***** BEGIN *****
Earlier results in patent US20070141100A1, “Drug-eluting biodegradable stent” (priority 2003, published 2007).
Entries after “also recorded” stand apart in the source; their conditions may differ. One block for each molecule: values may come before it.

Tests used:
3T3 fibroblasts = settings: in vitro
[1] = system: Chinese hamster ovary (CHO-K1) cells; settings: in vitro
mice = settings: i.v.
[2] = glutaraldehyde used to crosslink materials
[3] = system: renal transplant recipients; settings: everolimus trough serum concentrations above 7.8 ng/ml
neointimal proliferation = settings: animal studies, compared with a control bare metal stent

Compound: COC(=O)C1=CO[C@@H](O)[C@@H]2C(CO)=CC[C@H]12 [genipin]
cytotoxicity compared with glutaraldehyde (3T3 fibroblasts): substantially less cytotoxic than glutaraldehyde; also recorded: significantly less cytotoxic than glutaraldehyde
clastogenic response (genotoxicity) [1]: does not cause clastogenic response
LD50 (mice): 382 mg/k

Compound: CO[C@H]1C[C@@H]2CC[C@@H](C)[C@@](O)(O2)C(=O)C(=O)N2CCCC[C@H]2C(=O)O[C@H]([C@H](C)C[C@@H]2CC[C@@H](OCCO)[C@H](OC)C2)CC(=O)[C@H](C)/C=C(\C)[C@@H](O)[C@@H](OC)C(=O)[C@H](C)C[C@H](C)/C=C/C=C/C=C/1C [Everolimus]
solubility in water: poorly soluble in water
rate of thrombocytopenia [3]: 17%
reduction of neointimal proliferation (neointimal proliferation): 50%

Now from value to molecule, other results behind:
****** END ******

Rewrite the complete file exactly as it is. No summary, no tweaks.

Earlier results in patent US20070141100A1, “Drug-eluting biodegradable stent” (priority 2003, published 2007).
Entries after “also recorded” stand apart in the source; their conditions may differ. One block for each molecule: values may come before it.

Tests used:
3T3 fibroblasts = settings: in vitro
[1] = system: Chinese hamster ovary (CHO-K1) cells; settings: in vitro
mice = settings: i.v.
[2] = glutaraldehyde used to crosslink materials
[3] = system: renal transplant recipients; settings: everolimus trough serum concentrations above 7.8 ng/ml
neointimal proliferation = settings: animal studies, compared with a control bare metal stent

Compound: COC(=O)C1=CO[C@@H](O)[C@@H]2C(CO)=CC[C@H]12 [genipin]
cytotoxicity compared with glutaraldehyde (3T3 fibroblasts): substantially less cytotoxic than glutaraldehyde; also recorded: significantly less cytotoxic than glutaraldehyde
clastogenic response (genotoxicity) [1]: does not cause clastogenic response
LD50 (mice): 382 mg/k

Compound: CO[C@H]1C[C@@H]2CC[C@@H](C)[C@@](O)(O2)C(=O)C(=O)N2CCCC[C@H]2C(=O)O[C@H]([C@H](C)C[C@@H]2CC[C@@H](OCCO)[C@H](OC)C2)CC(=O)[C@H](C)/C=C(\C)[C@@H](O)[C@@H](OC)C(=O)[C@H](C)C[C@H](C)/C=C/C=C/C=C/1C [Everolimus]
solubility in water: poorly soluble in water
rate of thrombocytopenia [3]: 17%
reduction of neointimal proliferation (neointimal proliferation): 50%

Now from value to molecule, other results behind: